“If states don’t spend more to increase capacity,” community colleges will end up with long waiting lists, Siqueiros said. Affordability doesn’t help if a student can’t get into the right class or find help figuring out what classes to take, she said.

California’s community colleges are free to about half the students and very low cost to the rest. But students have trouble getting the classes they need. Success rates are very low.

Tennessee is making community college free for recent high school graduates by paying whatever they owe after federal and state aid. Ninety percent of 12th graders have expressed interest. Attracting more middle-class students to community college could create more diverse campuses with better-prepared students.

However, the plan is a subsidy to middle-class parents — not a funding increase for community colleges.

Eduardo Porter writes on The Promise and Failure of Community Colleges in the New York Times. Key quote: “Community colleges have the students with the greatest problems — yet they get the least resources,” said Thomas Bailey, director of the Community College Research Center at Columbia University’s Teachers College. “It’s unrealistic to think we can have a better outcome without investing more money.”

Mad Minute math: Bad for kids?

Should we stop making kids memorize times tables and ban Mad Minute Mondays? asks Jill Barshay on the Hechinger Report. Flash cards, drills — and especially timed quizzes — are “damaging” for kids, argues Jo Boaler, a Stanford education professor in Fluency Without Fear: Research Evidence on the Best Ways to Learn Math Facts.

These cards promote mathematical insight and number sense promote mathematical insight and number sense by depicting numbers in different ways, argues Boaler

These cards promote mathematical insight and number sense by depicting numbers in different ways, argues Jo Boaler.

“Drilling without understanding is harmful,” Boaler told Barshay. “I’m not saying that math facts aren’t important. I’m saying that math facts are best learned when we understand them and use them in different situations.”

Number sense is developed through “rich” mathematical problems, argues Boaler.

Too much emphasis on rote memorization, she says, inhibits students’ abilities to think about numbers creatively, to build them up and break them down. She cites her own 2009 study, which found that low achieving students tended to memorize methods and were unable to interact with numbers flexibly.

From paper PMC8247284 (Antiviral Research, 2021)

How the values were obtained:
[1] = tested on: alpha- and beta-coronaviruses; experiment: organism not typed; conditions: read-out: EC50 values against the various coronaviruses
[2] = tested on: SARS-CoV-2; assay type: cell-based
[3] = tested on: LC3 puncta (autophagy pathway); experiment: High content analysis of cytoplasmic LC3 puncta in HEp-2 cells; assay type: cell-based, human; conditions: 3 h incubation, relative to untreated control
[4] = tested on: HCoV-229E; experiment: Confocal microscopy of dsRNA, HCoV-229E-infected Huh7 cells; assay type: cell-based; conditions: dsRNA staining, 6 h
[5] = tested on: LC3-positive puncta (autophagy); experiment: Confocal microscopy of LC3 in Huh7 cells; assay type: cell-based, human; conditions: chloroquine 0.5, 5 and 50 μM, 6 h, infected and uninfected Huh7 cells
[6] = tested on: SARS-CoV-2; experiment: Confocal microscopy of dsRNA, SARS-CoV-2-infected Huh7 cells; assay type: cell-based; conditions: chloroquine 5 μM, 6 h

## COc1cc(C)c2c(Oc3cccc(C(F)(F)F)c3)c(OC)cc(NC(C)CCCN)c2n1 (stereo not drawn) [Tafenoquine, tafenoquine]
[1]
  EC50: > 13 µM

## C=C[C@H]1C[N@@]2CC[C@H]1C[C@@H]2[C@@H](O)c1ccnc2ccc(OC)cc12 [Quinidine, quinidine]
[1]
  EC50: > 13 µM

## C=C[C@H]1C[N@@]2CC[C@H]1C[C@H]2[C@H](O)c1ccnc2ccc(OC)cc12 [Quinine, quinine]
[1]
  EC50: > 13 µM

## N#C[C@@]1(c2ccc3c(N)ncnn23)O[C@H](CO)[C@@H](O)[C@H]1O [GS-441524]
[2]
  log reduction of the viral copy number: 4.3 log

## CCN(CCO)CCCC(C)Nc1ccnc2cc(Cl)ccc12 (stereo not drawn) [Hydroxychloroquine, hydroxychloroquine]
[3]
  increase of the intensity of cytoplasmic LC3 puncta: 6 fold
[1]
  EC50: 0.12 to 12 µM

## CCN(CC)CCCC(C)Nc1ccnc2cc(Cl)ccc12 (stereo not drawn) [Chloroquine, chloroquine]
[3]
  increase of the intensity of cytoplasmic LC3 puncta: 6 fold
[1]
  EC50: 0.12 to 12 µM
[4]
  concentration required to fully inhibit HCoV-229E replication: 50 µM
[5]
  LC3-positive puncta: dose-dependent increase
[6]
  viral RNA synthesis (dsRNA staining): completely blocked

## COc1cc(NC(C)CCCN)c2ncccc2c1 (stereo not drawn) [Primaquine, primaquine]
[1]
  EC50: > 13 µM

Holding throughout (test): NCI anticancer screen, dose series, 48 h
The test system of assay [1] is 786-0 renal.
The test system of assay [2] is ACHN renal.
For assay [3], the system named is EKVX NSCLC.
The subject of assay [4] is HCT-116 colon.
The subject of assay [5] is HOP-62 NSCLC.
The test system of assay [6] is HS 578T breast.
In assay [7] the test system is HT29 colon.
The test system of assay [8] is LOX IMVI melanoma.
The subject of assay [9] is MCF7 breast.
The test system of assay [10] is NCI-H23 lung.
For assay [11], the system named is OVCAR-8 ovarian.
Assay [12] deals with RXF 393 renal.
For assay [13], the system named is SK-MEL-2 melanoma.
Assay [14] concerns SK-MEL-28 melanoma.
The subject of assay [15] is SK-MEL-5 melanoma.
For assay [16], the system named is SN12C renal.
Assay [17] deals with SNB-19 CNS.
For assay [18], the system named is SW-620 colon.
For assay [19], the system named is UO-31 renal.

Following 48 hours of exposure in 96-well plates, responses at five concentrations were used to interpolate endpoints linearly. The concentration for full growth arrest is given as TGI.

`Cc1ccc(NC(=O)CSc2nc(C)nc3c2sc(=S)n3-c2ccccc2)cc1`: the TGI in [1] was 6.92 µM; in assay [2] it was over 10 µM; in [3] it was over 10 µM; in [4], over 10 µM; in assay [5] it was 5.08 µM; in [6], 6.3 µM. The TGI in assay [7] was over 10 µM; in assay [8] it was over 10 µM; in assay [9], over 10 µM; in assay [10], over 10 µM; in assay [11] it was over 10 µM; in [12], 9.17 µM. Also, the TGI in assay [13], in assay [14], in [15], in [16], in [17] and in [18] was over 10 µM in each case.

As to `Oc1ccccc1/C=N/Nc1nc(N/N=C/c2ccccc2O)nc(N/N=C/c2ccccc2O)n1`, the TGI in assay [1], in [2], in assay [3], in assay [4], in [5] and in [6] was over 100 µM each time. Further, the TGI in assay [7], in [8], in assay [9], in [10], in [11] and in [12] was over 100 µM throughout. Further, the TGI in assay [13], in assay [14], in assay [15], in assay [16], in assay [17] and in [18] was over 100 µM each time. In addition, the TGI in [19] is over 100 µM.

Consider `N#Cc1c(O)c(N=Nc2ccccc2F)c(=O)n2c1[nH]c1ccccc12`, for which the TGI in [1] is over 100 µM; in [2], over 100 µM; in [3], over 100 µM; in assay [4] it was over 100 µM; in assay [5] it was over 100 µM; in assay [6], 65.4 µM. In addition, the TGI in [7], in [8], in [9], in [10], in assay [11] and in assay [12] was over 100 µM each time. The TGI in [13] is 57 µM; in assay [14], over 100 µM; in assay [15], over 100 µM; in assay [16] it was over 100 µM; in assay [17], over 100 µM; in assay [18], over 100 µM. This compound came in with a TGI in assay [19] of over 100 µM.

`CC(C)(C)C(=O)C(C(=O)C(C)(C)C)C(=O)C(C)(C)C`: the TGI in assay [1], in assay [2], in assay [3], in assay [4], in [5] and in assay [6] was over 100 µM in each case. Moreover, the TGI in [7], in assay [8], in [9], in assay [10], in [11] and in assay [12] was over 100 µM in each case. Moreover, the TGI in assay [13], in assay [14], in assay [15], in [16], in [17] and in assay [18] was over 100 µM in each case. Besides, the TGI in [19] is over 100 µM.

Also, memorizing times tables is boring, turning off high achievers, she believes.

I memorized the times tables in fourth grade. It wasn’t boring, because it didn’t take very long. In recent years, I’ve encountered many students who use calculators for the simplest problems and have no number sense.

College pays — but not much for some majors

Recent college graduates who majored in psychology, social work or the arts earn a median income of $31,000, according to From Hard Times to Better Times, a new report from Georgetown’s Center on Education and the Workforce. The median salary of workers with only a high school diploma –including experienced workers — is $32,000.

New humanities and liberal arts graduates earn a median of $32,000. Education majors start at $33,000, on average.

On the flip side, new engineering graduates average $57,000 a year.

Of course, college graduates are likely to move up the salary scale as they gain experience, leaving most less-educated workers behind.

Unemployment rates are declining for college graduates — except for communications and journalism majors, the report finds. College graduates have maintained their earnings advantage over high school-only workers, who are earning less. However, “a full recovery in the employment of college graduates, especially at the Bachelor’s degree level, may be as far off as 2017 and a full recovery in earnings may take longer,” the report concludes.

Teens must save the world from ‘DUST’

NASA has launched an alternate reality game called DUST to get teens excited about analyzing data, testing theories and communicating ideas. It’s also supposed to attract girls and minority teens to STEM problem-solving. (I wonder why the kids in the promo trailer are white.)
NASA's 'DUST' Gets Students, Young Women Excited About STEM

In the game, dust from a meteor shower puts every adult in a coma. “It is up to the players, whose target ages are 13-17, to save the world [and their parents’ lives] by the end of seven weeks of play.”

Players receive new parts of the story and science clues every few days through social media, email and game apps. They interact with other players and with fictional characters.

NASA, Brigham Young and the University of Maryland developers collaborated on the game with help from college students.  Middle schoolers tested mobile apps and the player community website.